A bench of Chief Justice of India S.A. Bobde and Justices A.S. Bopanna and V. Ramasubramanian stayed the high court order after Attorney General K.K. Venugopal mentioned the matter. According to news reports, he submitted that the judgement was “unprecedented” and “is likely to set a dangerous precedent”.
Activists and child rights bodies had severely criticised the Nagpur bench’s verdict, terming it “absolutely unacceptable, outrageous and obnoxious”. In a letter to the Maharashtra chief secretary, the chairperson of the National Commission for Protection of Child Rights had urged the state to review and challenge the high court verdict.
The top court on Wednesday issued a notice to the Maharashtra government and permitted the AG to file an appeal against the verdict of the Nagpur bench of the Bombay high court.
Mr. Venugopal said that in future, because of the order, an accused could claim innocence under POCSO by arguing that the child he assaulted was clothed and there was no “direct physical skin-to-skin contact” between them.
“The accused was sentenced to the minimum three years’ imprisonment under Section 8 of the POCSO Act. That was set aside by the HC and his sentence was reduced to one year under Section 354 (assault of a women to outrage her modesty) of the Indian Penal Code… This is very disturbing,” Mr. Venugopal submitted
“Mr. Venugopal, do you remember how we took cognisance when the Attorney General mentioned about a judge ordering a public hanging?” Chief Justice asked Mr. Venugopal, who said he did.
The Bench issued notice to the accused and to the State of Maharashtra after registering a case on the basis of Mr. Venugopal’s mentioning.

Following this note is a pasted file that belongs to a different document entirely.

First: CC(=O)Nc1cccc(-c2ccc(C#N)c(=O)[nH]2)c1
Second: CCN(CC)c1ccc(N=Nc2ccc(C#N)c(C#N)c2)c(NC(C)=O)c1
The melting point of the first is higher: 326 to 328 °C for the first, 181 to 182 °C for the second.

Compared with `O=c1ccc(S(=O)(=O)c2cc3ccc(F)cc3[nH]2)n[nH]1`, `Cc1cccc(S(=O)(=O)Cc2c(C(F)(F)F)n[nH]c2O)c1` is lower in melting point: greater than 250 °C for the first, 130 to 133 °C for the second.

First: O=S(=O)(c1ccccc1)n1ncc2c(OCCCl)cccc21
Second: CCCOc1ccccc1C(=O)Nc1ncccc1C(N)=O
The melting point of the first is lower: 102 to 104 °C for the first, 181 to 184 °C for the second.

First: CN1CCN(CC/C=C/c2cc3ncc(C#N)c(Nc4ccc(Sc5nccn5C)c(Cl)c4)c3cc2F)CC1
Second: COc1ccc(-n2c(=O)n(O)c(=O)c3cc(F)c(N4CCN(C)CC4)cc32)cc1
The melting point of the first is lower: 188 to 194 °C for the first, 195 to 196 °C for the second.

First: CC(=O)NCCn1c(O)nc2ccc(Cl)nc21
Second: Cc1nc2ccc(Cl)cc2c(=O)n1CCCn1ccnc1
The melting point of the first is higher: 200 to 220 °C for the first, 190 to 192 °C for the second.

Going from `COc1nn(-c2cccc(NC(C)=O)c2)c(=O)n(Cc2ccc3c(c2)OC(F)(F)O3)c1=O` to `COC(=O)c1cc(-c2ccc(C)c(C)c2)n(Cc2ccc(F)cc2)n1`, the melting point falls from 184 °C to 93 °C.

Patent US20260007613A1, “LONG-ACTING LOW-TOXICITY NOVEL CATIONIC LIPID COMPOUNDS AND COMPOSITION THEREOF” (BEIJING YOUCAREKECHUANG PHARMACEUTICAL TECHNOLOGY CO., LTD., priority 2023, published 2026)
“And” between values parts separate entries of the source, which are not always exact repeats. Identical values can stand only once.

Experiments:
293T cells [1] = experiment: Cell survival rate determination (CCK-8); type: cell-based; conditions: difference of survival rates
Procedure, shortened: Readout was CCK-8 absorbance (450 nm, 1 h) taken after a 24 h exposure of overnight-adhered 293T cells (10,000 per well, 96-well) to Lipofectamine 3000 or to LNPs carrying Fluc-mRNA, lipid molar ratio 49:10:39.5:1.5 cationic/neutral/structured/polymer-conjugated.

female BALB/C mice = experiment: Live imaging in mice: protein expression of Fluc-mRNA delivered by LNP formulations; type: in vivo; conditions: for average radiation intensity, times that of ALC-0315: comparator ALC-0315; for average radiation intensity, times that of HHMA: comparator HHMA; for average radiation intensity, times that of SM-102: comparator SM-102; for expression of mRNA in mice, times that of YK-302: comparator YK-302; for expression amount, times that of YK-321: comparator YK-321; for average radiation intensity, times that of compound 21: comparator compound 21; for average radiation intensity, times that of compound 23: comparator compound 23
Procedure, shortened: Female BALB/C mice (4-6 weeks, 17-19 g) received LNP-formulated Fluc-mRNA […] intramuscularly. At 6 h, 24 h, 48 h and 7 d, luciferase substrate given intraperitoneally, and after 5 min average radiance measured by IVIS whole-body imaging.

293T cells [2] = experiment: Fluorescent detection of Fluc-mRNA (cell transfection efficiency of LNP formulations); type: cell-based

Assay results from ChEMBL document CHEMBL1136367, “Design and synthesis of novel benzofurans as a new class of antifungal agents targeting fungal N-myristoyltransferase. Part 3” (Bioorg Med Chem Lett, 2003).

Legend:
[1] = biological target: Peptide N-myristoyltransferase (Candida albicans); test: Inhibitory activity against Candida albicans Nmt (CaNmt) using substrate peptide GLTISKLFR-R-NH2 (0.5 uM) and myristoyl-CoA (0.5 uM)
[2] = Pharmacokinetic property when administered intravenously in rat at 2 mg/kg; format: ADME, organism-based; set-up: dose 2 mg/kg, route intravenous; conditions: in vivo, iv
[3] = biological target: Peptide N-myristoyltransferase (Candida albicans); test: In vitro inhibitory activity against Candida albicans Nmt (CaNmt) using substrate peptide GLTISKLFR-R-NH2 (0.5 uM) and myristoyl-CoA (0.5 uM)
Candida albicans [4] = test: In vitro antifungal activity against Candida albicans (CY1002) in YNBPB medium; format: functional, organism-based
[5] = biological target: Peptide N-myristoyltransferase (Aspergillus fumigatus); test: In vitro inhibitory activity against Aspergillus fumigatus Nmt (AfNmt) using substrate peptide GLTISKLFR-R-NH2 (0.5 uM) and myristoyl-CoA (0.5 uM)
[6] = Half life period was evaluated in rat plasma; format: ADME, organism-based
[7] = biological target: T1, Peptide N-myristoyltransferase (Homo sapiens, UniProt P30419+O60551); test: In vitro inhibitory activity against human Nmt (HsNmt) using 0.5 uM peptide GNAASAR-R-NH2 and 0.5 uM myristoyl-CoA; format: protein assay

The National Commission for Protection of Child Rights (NCPCR) had earlier asked the Maharashtra government to urgently appeal the High Court judgment.
Meanwhile, several organisations, including the Youth Bar Association of India, represented by advocate Manju Jetley, also moved the top court against the HC judgment.
The petitioners said they were “badly perturbed” to note that the January 19 verdict contained several observations about the victim child’s modesty, which were both “derogatory and defamatory”. The child was even named in the judgment, the petition said.
“Abuse and outraging the modesty of a child has been a matter of great concern. POCSO Act was enacted to deal with evil and to impart speedy justice. Special courts were formed. The observations [in the January 19 judgment of the HC] have badly shaken the belief of the petitioners and like-minded people,” the petition said.
The verdict said that groping a minor’s breast without “skin-to-skin contact” cannot be termed as sexual assault as defined under the POCSO Act. It said that since the man “groped the child without removing her clothes” the offence cannot be termed as sexual assault, but it does constitute the offence of outraging a woman’s modesty under Section 354 of the Indian Penal Code.
The high court had modified the order of a sessions court, which had sentenced the accused under POCSO Act and the IPC, to three years of imprisonment, for sexually assaulting a 12-year-old girl.
It held that mere groping will not fall under the definition of “sexual assault”.
As per the prosecution and the minor victim’s testimony in court, in December 2016, the accused, Satish, had taken the girl to his house in Nagpur on the pretext of giving her something to eat. Once there, he groped her and attempted to remove her clothes, the high court had recorded in her verdict.
However, since he groped her without removing her clothes, the offence cannot be termed as sexual assault and, instead, constitutes the offence of outraging a woman’s modesty under IPC Section 354, the high court had held.
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